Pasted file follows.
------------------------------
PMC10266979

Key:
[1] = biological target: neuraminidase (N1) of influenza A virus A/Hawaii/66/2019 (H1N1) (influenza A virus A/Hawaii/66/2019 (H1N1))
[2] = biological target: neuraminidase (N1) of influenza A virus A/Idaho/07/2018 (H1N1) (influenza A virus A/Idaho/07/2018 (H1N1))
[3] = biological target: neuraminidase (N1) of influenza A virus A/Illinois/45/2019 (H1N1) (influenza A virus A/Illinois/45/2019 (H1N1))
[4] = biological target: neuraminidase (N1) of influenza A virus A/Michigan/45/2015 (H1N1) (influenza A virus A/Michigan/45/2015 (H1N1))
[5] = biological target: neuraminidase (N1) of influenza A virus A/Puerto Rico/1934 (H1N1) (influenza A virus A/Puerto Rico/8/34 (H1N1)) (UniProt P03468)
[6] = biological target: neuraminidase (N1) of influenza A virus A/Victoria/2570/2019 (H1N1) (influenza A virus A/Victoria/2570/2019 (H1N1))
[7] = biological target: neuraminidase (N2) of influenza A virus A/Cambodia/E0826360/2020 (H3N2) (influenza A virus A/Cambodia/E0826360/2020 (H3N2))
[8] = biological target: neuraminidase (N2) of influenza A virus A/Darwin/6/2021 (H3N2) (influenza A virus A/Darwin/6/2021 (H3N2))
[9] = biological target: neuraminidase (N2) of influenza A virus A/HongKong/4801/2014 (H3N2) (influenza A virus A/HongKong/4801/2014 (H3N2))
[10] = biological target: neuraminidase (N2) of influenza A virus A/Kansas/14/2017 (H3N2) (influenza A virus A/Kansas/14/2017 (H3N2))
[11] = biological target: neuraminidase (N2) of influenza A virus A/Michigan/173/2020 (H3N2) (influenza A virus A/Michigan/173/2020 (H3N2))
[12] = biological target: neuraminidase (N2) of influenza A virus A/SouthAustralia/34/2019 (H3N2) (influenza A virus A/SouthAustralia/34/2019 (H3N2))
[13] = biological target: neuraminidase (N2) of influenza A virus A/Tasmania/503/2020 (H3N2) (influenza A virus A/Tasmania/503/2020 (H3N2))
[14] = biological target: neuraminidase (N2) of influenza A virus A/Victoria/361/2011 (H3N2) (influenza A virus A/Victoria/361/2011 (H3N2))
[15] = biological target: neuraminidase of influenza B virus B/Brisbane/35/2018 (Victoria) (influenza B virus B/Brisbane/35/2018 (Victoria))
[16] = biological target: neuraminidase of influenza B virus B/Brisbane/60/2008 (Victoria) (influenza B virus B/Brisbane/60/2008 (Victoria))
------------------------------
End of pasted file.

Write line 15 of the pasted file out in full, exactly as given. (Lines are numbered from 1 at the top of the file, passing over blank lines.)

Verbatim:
[13] = biological target: neuraminidase (N2) of influenza A virus A/Tasmania/503/2020 (H3N2) (influenza A virus A/Tasmania/503/2020 (H3N2))